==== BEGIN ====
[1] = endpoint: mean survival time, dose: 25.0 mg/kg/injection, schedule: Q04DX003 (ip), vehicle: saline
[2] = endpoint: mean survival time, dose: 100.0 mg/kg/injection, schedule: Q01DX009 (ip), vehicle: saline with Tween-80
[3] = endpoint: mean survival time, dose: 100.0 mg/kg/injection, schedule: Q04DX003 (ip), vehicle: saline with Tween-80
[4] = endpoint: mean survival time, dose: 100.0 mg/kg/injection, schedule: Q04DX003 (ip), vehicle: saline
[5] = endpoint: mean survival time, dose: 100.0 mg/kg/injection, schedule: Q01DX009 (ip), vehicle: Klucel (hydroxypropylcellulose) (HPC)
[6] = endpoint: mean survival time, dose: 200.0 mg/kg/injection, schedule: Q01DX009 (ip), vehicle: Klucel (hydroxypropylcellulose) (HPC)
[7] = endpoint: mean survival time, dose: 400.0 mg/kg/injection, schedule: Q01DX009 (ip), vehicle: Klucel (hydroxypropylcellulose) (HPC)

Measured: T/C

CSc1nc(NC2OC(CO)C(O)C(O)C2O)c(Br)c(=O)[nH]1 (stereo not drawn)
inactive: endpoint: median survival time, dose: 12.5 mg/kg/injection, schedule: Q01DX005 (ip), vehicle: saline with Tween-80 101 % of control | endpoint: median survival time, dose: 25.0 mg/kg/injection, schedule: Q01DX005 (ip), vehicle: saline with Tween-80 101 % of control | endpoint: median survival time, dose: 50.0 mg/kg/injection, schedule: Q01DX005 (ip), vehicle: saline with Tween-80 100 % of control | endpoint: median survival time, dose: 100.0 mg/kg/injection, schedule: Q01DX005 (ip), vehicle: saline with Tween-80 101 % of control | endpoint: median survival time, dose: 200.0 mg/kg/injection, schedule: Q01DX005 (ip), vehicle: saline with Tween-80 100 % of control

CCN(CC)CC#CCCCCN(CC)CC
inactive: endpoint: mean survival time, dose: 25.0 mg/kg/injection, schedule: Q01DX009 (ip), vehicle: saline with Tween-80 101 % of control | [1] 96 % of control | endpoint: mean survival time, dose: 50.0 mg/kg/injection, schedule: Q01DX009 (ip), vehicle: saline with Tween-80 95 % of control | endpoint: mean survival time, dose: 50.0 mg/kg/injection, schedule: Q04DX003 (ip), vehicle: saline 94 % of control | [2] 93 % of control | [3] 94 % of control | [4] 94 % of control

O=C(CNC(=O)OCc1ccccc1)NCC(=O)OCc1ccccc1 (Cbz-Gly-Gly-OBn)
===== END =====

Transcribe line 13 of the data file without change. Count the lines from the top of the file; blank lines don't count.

O=C(CNC(=O)OCc1ccccc1)NCC(=O)OCc1ccccc1 (Cbz-Gly-Gly-OBn)